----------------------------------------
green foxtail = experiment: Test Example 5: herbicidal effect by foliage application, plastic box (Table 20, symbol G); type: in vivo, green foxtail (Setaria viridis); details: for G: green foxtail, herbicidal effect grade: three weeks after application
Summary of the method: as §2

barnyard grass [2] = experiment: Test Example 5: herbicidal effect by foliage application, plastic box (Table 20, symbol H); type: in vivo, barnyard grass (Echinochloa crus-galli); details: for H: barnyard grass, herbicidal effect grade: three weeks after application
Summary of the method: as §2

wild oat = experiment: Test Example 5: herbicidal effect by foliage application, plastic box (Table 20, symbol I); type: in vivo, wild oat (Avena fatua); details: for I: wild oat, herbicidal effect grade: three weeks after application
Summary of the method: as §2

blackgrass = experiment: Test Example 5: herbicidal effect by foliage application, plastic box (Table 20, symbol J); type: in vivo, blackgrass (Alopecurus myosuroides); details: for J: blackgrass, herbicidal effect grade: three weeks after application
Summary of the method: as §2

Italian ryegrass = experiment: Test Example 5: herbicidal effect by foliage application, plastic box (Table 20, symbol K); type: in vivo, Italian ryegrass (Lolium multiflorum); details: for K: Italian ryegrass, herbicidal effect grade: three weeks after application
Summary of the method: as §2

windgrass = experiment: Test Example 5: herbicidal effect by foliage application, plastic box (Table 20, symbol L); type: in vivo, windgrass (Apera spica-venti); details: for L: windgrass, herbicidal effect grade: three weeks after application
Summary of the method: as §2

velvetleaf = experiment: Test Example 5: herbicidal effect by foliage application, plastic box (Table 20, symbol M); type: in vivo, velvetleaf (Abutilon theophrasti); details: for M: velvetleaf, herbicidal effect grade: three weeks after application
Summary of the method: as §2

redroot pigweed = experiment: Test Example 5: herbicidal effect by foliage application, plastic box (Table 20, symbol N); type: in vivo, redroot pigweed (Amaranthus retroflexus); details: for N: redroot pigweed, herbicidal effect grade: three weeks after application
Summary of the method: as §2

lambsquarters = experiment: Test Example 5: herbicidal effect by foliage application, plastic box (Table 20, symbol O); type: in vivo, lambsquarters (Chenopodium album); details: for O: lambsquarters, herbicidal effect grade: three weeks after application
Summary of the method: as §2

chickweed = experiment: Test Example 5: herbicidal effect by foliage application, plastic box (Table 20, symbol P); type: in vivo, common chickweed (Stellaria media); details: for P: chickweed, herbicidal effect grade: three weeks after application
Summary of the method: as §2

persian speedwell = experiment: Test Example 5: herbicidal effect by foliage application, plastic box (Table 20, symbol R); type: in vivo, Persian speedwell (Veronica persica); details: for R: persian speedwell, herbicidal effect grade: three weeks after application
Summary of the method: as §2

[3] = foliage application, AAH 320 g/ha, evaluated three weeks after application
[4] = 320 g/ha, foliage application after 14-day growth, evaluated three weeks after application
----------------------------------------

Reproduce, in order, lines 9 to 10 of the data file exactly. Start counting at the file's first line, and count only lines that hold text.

Italian ryegrass = experiment: Test Example 5: herbicidal effect by foliage application, plastic box (Table 20, symbol K); type: in vivo, Italian ryegrass (Lolium multiflorum); details: for K: Italian ryegrass, herbicidal effect grade: three weeks after application
Summary of the method: as §2